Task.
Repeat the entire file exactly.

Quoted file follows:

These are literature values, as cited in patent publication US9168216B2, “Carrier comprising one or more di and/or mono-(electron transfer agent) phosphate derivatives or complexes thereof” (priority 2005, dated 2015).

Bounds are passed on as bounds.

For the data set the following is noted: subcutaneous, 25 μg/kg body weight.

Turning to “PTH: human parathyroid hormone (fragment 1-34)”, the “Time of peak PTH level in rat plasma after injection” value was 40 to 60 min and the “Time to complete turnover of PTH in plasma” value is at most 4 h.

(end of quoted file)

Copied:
These are literature values, as cited in patent publication US9168216B2, “Carrier comprising one or more di and/or mono-(electron transfer agent) phosphate derivatives or complexes thereof” (priority 2005, dated 2015).

Bounds are passed on as bounds.

For the data set the following is noted: subcutaneous, 25 μg/kg body weight.

Turning to “PTH: human parathyroid hormone (fragment 1-34)”, the “Time of peak PTH level in rat plasma after injection” value was 40 to 60 min and the “Time to complete turnover of PTH in plasma” value is at most 4 h.